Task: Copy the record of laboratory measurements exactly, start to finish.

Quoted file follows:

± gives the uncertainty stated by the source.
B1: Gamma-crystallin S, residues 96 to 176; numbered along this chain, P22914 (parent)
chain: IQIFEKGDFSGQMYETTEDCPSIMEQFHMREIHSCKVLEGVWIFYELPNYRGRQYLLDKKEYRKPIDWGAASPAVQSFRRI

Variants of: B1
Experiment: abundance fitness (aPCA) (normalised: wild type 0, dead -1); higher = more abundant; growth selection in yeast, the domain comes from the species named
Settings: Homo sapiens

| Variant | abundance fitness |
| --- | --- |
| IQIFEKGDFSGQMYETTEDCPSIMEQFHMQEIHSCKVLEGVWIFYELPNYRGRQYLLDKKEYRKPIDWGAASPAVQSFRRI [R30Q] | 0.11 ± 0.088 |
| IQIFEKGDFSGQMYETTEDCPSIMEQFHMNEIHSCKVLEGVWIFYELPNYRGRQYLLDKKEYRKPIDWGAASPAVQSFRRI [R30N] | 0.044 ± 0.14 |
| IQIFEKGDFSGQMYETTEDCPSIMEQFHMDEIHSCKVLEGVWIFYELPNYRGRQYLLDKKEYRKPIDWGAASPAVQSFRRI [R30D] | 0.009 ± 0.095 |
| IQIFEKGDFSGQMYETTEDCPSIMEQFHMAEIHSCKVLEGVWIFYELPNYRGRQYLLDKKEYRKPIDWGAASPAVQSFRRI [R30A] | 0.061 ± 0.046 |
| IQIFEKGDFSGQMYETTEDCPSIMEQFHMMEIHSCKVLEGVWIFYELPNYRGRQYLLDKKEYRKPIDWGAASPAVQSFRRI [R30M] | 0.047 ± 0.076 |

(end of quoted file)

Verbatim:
± gives the uncertainty stated by the source.
B1: Gamma-crystallin S, residues 96 to 176; numbered along this chain, P22914 (parent)
chain: IQIFEKGDFSGQMYETTEDCPSIMEQFHMREIHSCKVLEGVWIFYELPNYRGRQYLLDKKEYRKPIDWGAASPAVQSFRRI

Variants of: B1
Experiment: abundance fitness (aPCA) (normalised: wild type 0, dead -1); higher = more abundant; growth selection in yeast, the domain comes from the species named
Settings: Homo sapiens

| Variant | abundance fitness |
| --- | --- |
| IQIFEKGDFSGQMYETTEDCPSIMEQFHMQEIHSCKVLEGVWIFYELPNYRGRQYLLDKKEYRKPIDWGAASPAVQSFRRI [R30Q] | 0.11 ± 0.088 |
| IQIFEKGDFSGQMYETTEDCPSIMEQFHMNEIHSCKVLEGVWIFYELPNYRGRQYLLDKKEYRKPIDWGAASPAVQSFRRI [R30N] | 0.044 ± 0.14 |
| IQIFEKGDFSGQMYETTEDCPSIMEQFHMDEIHSCKVLEGVWIFYELPNYRGRQYLLDKKEYRKPIDWGAASPAVQSFRRI [R30D] | 0.009 ± 0.095 |
| IQIFEKGDFSGQMYETTEDCPSIMEQFHMAEIHSCKVLEGVWIFYELPNYRGRQYLLDKKEYRKPIDWGAASPAVQSFRRI [R30A] | 0.061 ± 0.046 |
| IQIFEKGDFSGQMYETTEDCPSIMEQFHMMEIHSCKVLEGVWIFYELPNYRGRQYLLDKKEYRKPIDWGAASPAVQSFRRI [R30M] | 0.047 ± 0.076 |